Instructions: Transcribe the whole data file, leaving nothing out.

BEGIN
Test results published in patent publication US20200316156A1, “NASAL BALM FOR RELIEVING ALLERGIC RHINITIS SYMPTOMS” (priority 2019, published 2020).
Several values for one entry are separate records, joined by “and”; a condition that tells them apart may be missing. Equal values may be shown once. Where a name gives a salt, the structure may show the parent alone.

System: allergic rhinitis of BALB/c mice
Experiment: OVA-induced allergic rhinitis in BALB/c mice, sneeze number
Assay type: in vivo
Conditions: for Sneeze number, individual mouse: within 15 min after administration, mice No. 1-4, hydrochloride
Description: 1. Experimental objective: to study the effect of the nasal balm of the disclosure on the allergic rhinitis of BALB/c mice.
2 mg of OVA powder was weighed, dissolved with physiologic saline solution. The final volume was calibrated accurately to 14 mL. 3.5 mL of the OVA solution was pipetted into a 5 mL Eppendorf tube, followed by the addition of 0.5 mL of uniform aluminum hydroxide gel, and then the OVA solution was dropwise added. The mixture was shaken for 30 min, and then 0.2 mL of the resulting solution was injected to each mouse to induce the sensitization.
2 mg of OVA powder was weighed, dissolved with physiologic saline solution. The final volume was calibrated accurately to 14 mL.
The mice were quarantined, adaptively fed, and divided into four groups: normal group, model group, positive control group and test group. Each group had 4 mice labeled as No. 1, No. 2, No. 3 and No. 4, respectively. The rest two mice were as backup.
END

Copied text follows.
Test results published in patent publication US20200316156A1, “NASAL BALM FOR RELIEVING ALLERGIC RHINITIS SYMPTOMS” (priority 2019, published 2020).
Several values for one entry are separate records, joined by “and”; a condition that tells them apart may be missing. Equal values may be shown once. Where a name gives a salt, the structure may show the parent alone.

System: allergic rhinitis of BALB/c mice
Experiment: OVA-induced allergic rhinitis in BALB/c mice, sneeze number
Assay type: in vivo
Conditions: for Sneeze number, individual mouse: within 15 min after administration, mice No. 1-4, hydrochloride
Description: 1. Experimental objective: to study the effect of the nasal balm of the disclosure on the allergic rhinitis of BALB/c mice.
2 mg of OVA powder was weighed, dissolved with physiologic saline solution. The final volume was calibrated accurately to 14 mL. 3.5 mL of the OVA solution was pipetted into a 5 mL Eppendorf tube, followed by the addition of 0.5 mL of uniform aluminum hydroxide gel, and then the OVA solution was dropwise added. The mixture was shaken for 30 min, and then 0.2 mL of the resulting solution was injected to each mouse to induce the sensitization.
2 mg of OVA powder was weighed, dissolved with physiologic saline solution. The final volume was calibrated accurately to 14 mL.
The mice were quarantined, adaptively fed, and divided into four groups: normal group, model group, positive control group and test group. Each group had 4 mice labeled as No. 1, No. 2, No. 3 and No. 4, respectively. The rest two mice were as backup.